Recently, I had the misfortune of having my son in the hospital for several days. While he is ok now, it was quite an experience. There were many aspects of what transpired during our stay that directly relate to business, and how NOT to deal with clients. Perhaps most don’t think of hospitals as a business, but make no mistake, they are. Here are some of the observations:
Lack of communication
While there were many well-intentioned doctors and nurses who cared for my son, it seemed to me as though they never spoke with each other. They clearly operated in silos – each had their own opinions and procedures. It gave me the feeling that nobody was looking at the big picture.
Does your business have multiple touch points with your clients? Does everyone understand the big picture or are they just focused on their piece of the work?
Consistency in personnel
We had a parade of different nurses/residents assigned to us. Every new shift we had to “retrain” our nurse on what works for our son. The burden was on us instead of them! Think about that every time there is turnover on your team. Is the transition seamless? Are you putting your customer in the position where they are bringing your team up to speed?
We had many people involved, yet there was no clear lead in giving direction. I didn’t know who to trust and who was in charge. It was difficult speaking to a doctor only to find out they had to defer to another doctor. Where do your clients go if they need help? Is it difficult for them to navigate the maze that is your organization?
Lack of preparation
Even though there was a binder kept and updated on my son and his care, nobody seemed to look at it before engaging with us. At one point, a young doctor told my wife that he doesn’t have time to read it. That’s great – very reassuring. Is your team putting their best forward? Are they prepared for their calls with clients or prospects? As simple as it sounds, this is a real differentiator. Few take the time to do the extra work necessary.
They made their internal issues ours
Amazing to watch these doctors and technicians argue amongst themselves while my son was in pain. They even dragged us in to it and told us their issues. We had an anesthesiologist tell us that she’d never give her child the medication that was given to my son. Nice… Don’t make your internal issues client issues. News flash – they don’t care! It is unprofessional and detracts greatly from credibility.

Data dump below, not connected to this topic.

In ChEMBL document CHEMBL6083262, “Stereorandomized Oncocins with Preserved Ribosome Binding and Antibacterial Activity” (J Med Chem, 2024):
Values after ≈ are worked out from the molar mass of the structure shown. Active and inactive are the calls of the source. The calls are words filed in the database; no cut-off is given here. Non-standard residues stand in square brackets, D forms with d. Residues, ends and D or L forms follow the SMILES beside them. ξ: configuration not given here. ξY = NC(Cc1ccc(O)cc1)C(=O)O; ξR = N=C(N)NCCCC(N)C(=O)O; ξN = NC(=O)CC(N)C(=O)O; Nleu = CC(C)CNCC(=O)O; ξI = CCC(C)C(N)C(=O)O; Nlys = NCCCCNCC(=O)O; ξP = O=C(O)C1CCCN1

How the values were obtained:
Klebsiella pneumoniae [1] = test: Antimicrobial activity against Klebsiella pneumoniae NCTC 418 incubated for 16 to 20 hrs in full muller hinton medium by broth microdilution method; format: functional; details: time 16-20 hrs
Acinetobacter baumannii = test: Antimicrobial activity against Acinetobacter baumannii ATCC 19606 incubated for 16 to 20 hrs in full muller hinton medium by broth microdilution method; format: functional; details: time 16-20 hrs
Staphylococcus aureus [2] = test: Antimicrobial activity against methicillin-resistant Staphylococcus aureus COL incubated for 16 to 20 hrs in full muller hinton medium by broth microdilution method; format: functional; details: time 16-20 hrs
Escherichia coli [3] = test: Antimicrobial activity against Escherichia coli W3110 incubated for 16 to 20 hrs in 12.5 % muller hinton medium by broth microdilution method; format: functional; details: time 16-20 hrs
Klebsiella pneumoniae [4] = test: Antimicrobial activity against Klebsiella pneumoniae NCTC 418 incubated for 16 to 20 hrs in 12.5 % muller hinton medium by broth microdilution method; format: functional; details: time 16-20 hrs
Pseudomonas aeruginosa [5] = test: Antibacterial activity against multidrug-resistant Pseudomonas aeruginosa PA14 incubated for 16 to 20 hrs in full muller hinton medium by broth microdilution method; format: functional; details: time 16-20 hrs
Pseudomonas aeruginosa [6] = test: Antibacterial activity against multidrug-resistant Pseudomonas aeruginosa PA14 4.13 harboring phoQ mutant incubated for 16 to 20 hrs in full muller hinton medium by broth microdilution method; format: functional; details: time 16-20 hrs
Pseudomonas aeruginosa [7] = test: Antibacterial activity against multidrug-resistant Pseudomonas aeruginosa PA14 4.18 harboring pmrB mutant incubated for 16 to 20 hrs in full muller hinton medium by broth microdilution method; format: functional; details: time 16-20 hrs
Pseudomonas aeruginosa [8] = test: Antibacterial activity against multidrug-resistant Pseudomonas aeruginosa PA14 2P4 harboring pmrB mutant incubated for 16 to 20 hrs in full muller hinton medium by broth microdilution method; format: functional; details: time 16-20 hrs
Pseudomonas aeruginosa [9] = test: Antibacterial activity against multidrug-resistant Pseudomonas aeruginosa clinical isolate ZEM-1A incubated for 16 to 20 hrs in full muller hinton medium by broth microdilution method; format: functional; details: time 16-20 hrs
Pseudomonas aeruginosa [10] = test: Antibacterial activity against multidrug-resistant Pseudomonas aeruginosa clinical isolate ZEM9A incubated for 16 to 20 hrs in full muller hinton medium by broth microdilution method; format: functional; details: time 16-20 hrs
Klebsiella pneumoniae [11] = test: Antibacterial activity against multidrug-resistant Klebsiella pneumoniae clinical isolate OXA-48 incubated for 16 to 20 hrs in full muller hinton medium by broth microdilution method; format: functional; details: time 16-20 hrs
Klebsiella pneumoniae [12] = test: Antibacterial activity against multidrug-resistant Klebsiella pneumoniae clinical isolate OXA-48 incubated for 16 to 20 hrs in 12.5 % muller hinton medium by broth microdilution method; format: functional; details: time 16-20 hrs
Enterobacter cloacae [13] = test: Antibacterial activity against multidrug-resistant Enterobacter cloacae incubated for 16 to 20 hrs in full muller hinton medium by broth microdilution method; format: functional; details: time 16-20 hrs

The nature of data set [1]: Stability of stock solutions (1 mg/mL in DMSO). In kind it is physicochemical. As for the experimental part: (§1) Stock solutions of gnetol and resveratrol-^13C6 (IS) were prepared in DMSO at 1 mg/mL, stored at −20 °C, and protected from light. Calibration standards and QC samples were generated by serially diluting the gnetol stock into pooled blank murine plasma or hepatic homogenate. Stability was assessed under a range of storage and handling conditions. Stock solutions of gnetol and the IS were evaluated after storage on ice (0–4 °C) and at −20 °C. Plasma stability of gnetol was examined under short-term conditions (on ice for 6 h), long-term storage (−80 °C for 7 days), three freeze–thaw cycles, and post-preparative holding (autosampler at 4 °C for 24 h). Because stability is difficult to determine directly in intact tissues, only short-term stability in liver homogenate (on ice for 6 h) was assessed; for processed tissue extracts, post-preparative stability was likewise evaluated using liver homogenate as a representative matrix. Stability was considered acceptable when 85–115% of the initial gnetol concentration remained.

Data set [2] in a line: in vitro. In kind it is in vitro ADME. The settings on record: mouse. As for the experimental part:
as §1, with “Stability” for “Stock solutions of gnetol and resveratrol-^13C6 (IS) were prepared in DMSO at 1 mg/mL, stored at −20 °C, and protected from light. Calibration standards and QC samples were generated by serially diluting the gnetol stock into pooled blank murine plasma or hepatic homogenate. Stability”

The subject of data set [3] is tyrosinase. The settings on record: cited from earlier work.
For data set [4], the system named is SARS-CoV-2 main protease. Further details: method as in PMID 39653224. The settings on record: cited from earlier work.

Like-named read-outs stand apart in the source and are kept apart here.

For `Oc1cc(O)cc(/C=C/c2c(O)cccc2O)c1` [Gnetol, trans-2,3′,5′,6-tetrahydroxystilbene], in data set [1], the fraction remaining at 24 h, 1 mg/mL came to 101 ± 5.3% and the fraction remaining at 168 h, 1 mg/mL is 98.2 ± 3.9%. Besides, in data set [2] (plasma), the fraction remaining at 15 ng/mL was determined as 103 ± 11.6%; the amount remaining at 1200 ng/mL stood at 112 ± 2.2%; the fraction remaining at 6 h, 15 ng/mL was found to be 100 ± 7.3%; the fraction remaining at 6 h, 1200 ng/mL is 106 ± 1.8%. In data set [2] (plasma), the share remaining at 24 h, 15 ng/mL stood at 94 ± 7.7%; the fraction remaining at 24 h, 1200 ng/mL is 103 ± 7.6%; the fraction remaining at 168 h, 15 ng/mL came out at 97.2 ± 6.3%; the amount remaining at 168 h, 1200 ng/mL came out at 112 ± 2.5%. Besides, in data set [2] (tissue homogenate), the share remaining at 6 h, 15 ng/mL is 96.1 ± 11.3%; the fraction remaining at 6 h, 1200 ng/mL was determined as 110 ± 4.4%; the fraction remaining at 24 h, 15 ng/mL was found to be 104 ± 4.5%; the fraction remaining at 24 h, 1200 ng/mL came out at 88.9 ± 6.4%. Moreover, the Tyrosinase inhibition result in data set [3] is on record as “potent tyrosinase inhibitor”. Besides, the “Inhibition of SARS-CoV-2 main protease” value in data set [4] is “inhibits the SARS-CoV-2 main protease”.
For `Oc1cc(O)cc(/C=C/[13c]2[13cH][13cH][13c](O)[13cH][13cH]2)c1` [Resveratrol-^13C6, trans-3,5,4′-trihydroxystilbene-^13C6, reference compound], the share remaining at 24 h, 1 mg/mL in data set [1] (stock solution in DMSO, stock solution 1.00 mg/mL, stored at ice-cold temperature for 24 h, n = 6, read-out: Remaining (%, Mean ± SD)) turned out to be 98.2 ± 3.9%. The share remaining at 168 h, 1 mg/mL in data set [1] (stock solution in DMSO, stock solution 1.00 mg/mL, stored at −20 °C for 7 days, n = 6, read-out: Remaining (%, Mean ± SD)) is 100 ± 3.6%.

They don’t do a good job of telling you what’s going to occur
It would have been good to know what was coming next so that we could prepare for it. No one in the hospital walks you through the process. While it is possible that a health issue might make the process somewhat fluid, there are certain things that will be standardized procedures. When you onboard a client, is there a warm handoff to the onboard team? Does someone walk them through what to expect as the process unfolds? If you’re quick to yes, you may want to ask the clients how THEIR experience was and how it could have been better.
Extraneous people are added to the process
This happens for THEIR good not that of the patient. Too many people kept walking in the room and bothering my son with things that had no bearing on his treatment. One person came in and wanted to do a study on him. It wouldn’t affect the treatment and would make him more uncomfortable. Really?! Another time, nursing students came in and asked how he was doing? They did it because they needed to for school. They offered no value to the healing process and just served to further annoy us. Do they not care that several other nurses and doctors had just been through?! Look at YOUR team. Are you confusing the clients with a team that is too large and adds no value to THEM?
There were many lessons to be learned from this. Look at how your client teams are operating – before your business ends up in the ER.